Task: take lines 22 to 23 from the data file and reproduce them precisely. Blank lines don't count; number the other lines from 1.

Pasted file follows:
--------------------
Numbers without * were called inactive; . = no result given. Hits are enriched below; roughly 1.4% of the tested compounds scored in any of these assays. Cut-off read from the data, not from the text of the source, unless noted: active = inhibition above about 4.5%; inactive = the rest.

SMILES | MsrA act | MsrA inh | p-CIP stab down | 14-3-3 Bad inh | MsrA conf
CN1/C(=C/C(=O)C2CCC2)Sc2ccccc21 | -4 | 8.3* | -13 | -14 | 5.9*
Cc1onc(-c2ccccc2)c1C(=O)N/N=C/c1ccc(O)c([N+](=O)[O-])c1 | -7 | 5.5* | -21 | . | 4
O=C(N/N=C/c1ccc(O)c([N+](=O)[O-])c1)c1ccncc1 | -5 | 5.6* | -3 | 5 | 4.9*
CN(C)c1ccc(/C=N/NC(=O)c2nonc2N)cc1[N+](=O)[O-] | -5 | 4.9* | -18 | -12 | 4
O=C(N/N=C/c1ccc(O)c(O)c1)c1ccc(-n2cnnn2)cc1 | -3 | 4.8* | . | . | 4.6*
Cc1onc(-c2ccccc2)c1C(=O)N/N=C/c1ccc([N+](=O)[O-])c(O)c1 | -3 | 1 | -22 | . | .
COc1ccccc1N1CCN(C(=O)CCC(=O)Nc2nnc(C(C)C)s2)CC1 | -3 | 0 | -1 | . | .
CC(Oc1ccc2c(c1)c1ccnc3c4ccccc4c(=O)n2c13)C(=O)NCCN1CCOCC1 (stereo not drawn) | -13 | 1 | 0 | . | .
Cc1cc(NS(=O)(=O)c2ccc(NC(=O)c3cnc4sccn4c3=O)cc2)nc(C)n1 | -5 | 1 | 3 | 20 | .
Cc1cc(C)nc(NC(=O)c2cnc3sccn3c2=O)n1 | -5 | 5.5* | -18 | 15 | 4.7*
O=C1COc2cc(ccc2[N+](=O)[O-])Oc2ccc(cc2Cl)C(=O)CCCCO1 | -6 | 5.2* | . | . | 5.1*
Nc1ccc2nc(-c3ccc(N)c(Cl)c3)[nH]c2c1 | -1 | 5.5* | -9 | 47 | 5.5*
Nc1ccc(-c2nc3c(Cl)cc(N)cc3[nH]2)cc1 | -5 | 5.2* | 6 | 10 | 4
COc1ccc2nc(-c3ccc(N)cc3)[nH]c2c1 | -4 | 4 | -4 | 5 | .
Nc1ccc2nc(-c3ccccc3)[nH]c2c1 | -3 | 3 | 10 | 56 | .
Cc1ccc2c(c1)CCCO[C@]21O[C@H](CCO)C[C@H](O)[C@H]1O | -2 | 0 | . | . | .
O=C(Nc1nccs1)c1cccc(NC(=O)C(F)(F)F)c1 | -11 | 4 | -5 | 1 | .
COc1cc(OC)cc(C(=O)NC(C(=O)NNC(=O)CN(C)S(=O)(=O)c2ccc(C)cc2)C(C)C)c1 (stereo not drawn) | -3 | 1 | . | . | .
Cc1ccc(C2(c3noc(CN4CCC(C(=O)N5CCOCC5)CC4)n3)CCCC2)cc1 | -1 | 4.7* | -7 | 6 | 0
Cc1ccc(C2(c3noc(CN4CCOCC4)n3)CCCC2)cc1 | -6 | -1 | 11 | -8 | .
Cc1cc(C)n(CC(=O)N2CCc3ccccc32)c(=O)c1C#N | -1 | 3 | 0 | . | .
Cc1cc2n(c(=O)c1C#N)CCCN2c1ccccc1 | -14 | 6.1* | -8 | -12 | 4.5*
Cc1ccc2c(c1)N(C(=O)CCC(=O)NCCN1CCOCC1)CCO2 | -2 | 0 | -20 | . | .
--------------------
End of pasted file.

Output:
Cc1ccc(C2(c3noc(CN4CCOCC4)n3)CCCC2)cc1 | -6 | -1 | 11 | -8 | .
Cc1cc(C)n(CC(=O)N2CCc3ccccc32)c(=O)c1C#N | -1 | 3 | 0 | . | .